Two Weddings

Steve Mason, V Corps


     On June 26, 1948, a wedding was held at St. Bartholomew’s cathedral in Pilsen. It seemed as though the whole city came to see the wedding – an American soldier, who had liberated Pilsen in 1945, was marrying a young Czech woman.

     Not long after Pilsen was liberated by the U.S. Army, an 18-year-old girl, named Marta, met the black-haired American, Steve. He and his brothers-in-arms lived with a grateful Czech family on Jablonského Street. Marta had burned her hand ironing and sought care from the American medics. Steve, who was then 28, was one of the medics. Marta had met Steve once before, on the sidewalk on U Bachmače Street and, like so many others, had asked him to autograph her journal. A strong relationship slowly grew between the two young people and it couldn’t be broken, even by Steve’s departure back across the ocean, where he wanted to hang up his uniform and finish college.

     Meanwhile, in Pilsen, Marta became a student at Charles University and continued to write to Steve (not even hindered by the Communist coup in February 1948). When Steve finally finished his studies, he decided to propose to Marta, marry her, and bring her across the ocean. Perhaps, in order to make things at least a little bit difficult for the newlyweds, the local authorities did not give Marta a passport in the Czechoslovakia, so she had to depart for the United States on Steve’s passport. At the time, many residents of Pilsen viewed the Masons’ wedding as a form of protest against the new political regime.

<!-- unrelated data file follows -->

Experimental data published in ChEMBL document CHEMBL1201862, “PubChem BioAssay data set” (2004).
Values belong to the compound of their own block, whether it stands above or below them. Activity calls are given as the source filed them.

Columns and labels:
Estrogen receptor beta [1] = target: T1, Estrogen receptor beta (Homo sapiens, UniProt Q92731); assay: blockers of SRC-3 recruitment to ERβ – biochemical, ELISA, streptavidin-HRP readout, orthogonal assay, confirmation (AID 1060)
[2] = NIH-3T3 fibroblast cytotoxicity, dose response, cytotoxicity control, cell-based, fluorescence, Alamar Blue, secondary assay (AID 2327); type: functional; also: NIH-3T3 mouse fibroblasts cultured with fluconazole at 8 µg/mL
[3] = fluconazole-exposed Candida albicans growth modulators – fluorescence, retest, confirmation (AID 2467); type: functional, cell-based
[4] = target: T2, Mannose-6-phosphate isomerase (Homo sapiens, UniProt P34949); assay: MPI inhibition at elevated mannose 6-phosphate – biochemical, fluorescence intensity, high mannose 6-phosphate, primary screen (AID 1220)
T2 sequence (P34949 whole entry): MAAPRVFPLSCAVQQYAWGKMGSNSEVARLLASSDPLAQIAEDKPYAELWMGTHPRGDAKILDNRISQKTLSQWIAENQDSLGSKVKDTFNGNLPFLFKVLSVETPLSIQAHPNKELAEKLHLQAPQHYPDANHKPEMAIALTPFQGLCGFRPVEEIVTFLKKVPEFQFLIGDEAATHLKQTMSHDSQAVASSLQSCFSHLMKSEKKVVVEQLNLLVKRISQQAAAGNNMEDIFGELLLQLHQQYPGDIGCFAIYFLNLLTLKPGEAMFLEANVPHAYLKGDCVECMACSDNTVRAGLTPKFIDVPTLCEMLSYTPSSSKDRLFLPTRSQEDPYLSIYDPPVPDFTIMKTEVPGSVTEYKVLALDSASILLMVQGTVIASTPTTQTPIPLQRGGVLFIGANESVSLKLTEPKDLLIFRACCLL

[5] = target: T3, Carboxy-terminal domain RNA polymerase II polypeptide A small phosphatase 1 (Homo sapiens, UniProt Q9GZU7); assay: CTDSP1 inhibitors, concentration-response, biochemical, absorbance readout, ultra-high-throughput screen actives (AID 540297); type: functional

Marta’s first return visit to Czechoslovakia was nine years after their wedding. By then, she and Steve already had two children. After the Velvet Revolution in 1989, nothing could stop them from returning to Pilsen together.  So, in 1998, a great wedding took place at St. Bartholomew’s cathedral in Pilsen – a repetition of the wedding that had taken place half a century earlier. Marta and Steve celebrated fifty years of their life together. The joining of the American and the Czech in matrimony – the love between two people from two different continents – these were the winners that day.

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